Cookies help us deliver our Services. By using our Services, you agree to our use of cookies. Learn More.

The Real Reason Behind Anya Taylor-Joy's Secret Casting In Dune: Part Two

Contains spoilers for "Dune: Part Two"

Maintaining a veil of secrecy about anything in a world filled with TikTok spoilers and well-populated preview screenings can be a trial. But "Dune: Part Two" manages to do just that in how it introduces Alia Atreides and the actor who portrays her, Anya Taylor-Joy, to the proceeding. While Alia remains unborn by the end of the film, changing the general timeline of the science fiction saga, you still hear Taylor-Joy as Alia communicating with her mother, Jessica (Rebecca Ferguson). The character utters, "What is happening, mother?" toward its conclusion. Fans can also spy Taylor-Joy in visions of the future that her brother Paul Atreides (Timothée Chalamet) has.

Taylor-Joy's presence in the film stayed under wraps until the London premiere of "Dune: Part Two." Taylor-Joy confirmed her participation in the movie herself on the red carpet there. 

Why did Warner Bros. keep her participation in the movie so hush-hush? Director-writer Denis Villeneuve explained to The Hollywood Reporter that Taylor-Joy's appearance was kept a big secret just for the simple joy of pleasing the film's loyal fanbase. "I think that Hollywood is the most gossipy town on earth, and I wanted, as an experiment, to see how long we could keep a secret. [...] I just loved the idea to keep something a surprise for the audience until the very end; it was like a gift I wanted to keep for the fans." According to Villeneuve, Taylor-Joy's brief appearance in the film was shot in total secrecy in Africa. "Everybody signed with their blood," he joked to Entertainment Weekly.

But just who is Alia Atreides — and what has "Dune: Part Two" already done to change her backstory?

Alia Atreides has a major influence on the latter half of the Dune saga

Who is Alia Atreides? The sister of Paul Atreides, Jessica Atreides' little girl, is something of a wonder even in the landscape of the "Dune" books. She is given the power of speech and super-advanced intelligence in the cradle thanks to Jessica's swallowing the Water of Life (a drowned sandworm's bile) while pregnant. Consequently, the child also bears the knowledge of her ancestors and is born Reverend Mother of the Fremen. Never truly infantile in manner, it's perfectly reasonable of her to kill Baron Vladimir Harkonnen (Stellan Skarsgård) with a poisoned Gom Jabbar when she's but a young child of four.

However, Alia doesn't remain on the side of House Atreides. She is born with a fatal flaw thanks to her exposure to the Water of Life and thus has no central identity. She is constantly at war with multiple ancestral personalities seeking a position in the waking world by using her body as a conduit. Though she captures the love of Duncan Idaho's clone, or ghola, it's easy enough for Harkonnen to shred Alia's sense of self. Harkonnen rises from the tomb and takes over her body.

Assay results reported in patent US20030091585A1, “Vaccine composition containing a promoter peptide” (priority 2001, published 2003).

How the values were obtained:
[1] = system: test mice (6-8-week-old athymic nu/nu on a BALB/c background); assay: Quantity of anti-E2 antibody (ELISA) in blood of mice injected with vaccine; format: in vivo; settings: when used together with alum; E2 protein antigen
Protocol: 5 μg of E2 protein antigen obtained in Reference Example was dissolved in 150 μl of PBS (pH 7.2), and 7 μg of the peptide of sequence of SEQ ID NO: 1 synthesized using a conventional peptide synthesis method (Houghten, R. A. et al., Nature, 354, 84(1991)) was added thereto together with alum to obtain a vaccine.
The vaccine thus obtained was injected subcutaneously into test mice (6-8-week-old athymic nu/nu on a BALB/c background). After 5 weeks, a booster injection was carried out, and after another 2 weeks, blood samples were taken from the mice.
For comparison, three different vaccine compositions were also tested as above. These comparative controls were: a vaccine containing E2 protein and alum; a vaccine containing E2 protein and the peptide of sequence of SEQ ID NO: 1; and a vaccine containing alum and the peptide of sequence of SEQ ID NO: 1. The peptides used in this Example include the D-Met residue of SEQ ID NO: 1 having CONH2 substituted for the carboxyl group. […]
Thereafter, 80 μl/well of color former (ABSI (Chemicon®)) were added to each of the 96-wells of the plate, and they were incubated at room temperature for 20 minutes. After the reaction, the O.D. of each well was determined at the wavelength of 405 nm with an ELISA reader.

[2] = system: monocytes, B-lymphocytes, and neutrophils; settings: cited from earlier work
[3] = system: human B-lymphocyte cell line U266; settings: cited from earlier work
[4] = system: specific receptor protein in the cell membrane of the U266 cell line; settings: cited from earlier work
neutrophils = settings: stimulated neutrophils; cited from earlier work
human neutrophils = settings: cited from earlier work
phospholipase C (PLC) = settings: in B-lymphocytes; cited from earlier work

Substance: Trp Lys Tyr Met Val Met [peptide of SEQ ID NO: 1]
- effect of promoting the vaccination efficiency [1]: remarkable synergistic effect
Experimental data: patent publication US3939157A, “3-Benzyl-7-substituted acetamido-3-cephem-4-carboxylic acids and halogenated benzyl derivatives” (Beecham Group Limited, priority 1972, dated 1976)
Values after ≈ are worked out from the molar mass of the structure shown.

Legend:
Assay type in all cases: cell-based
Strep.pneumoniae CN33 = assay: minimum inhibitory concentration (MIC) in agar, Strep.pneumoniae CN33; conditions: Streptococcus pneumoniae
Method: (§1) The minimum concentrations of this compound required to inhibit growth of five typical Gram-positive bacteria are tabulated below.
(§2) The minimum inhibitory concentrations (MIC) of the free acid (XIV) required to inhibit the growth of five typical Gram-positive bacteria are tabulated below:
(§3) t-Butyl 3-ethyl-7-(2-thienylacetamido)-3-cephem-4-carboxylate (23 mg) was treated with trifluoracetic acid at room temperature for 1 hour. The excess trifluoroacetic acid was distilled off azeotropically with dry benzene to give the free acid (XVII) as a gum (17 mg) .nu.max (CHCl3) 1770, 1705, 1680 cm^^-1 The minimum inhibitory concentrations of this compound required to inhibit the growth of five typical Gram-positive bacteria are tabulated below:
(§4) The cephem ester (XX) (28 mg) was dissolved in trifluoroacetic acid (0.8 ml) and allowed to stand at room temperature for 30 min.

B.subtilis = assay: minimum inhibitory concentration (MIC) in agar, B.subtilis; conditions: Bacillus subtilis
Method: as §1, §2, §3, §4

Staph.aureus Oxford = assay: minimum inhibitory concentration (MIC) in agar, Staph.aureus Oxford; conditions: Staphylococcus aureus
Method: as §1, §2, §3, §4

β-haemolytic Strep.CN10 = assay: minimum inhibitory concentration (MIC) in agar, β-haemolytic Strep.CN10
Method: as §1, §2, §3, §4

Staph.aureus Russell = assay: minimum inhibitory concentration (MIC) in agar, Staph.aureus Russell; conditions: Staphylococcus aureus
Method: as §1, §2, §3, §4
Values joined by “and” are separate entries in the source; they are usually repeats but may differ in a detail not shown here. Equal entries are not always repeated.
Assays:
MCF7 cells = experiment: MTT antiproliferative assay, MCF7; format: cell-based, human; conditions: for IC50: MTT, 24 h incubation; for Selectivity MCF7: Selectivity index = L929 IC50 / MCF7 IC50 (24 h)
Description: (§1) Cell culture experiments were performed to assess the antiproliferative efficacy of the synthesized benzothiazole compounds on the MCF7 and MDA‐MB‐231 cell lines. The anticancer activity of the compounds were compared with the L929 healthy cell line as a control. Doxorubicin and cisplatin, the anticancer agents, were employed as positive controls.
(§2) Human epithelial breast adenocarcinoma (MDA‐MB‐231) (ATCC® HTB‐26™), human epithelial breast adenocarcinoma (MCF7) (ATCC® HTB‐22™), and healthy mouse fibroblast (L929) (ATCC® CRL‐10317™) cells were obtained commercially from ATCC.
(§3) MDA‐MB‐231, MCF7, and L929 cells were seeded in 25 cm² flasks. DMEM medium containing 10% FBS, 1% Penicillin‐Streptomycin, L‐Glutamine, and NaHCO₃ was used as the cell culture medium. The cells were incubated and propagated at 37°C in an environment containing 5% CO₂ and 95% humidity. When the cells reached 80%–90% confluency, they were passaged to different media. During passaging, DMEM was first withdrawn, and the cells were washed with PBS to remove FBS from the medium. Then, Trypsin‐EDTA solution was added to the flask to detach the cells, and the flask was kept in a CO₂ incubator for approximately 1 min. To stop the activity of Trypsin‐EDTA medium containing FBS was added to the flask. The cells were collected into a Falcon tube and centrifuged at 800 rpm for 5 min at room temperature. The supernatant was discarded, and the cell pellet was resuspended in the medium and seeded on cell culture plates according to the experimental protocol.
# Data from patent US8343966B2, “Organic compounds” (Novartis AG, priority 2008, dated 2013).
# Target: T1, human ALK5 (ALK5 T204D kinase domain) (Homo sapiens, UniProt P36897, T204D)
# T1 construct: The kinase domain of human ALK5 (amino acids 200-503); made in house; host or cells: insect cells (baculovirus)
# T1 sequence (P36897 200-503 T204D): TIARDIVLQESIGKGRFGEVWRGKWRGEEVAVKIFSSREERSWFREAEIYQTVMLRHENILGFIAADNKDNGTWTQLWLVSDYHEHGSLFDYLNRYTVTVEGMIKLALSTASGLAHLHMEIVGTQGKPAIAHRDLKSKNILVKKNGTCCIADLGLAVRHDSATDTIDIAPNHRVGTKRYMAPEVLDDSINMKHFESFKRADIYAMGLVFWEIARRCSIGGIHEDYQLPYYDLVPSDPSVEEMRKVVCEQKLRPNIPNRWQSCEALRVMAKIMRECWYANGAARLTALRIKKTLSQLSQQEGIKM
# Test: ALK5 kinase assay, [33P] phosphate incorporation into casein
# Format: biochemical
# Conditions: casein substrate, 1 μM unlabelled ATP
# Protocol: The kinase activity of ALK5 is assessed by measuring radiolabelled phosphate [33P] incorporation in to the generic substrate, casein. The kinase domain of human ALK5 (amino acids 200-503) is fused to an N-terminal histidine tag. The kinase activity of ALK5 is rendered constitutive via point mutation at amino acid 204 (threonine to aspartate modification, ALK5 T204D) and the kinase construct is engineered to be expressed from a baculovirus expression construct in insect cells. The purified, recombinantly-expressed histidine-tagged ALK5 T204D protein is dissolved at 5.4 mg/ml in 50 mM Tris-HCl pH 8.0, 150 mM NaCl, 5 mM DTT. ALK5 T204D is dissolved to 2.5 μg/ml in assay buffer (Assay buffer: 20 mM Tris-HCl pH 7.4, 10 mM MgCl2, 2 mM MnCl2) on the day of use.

With his personality at war with dozens for control of her body, Alia eventually leads a coup against Paul when she's named regent after he goes to the desert after losing his vision. The coup fails, but she remains in control during Paul's exile. Ultimately taken over by the Abomination, she has a resurgent Paul slain when he returns in disguise. It is his children who rise to dispatch Alia, who ultimately chooses suicide over an arduous trial that would rid her of The Baron entirely.

Parts of Alia's backstory were already changed for Dune: Part Two

While most "Dune" adaptations have faithfully portrayed Alia's life and death in the book series, it appears that the latest incarnation of the saga may take the character in a slightly different direction.

"Dune Part Two" has reportedly changed Alia's life story in two significant ways. The film ends with Alia still unborn by the time of the conflict between the Freemen and the Sardaukar and Harkonnen armies. Paul's rise to power takes place over several months instead of years, which means not much time has passed between "Dune" and "Dune: Part Two." Even more intriguing is how the movie handles the Baron's death; he meets his fate at Paul's hand. That eliminates one of Alia's first major acts of violence in the "Dune" canon and changes her path toward wickedness and the direct connection between granddaughter and grandfather, which will haunt and ultimately destroy her character. Whether Alia's turn toward villainy is circumvented — or uncomplicated — as she grows to womanhood and the film series moves on to its next chapter remains to be seen.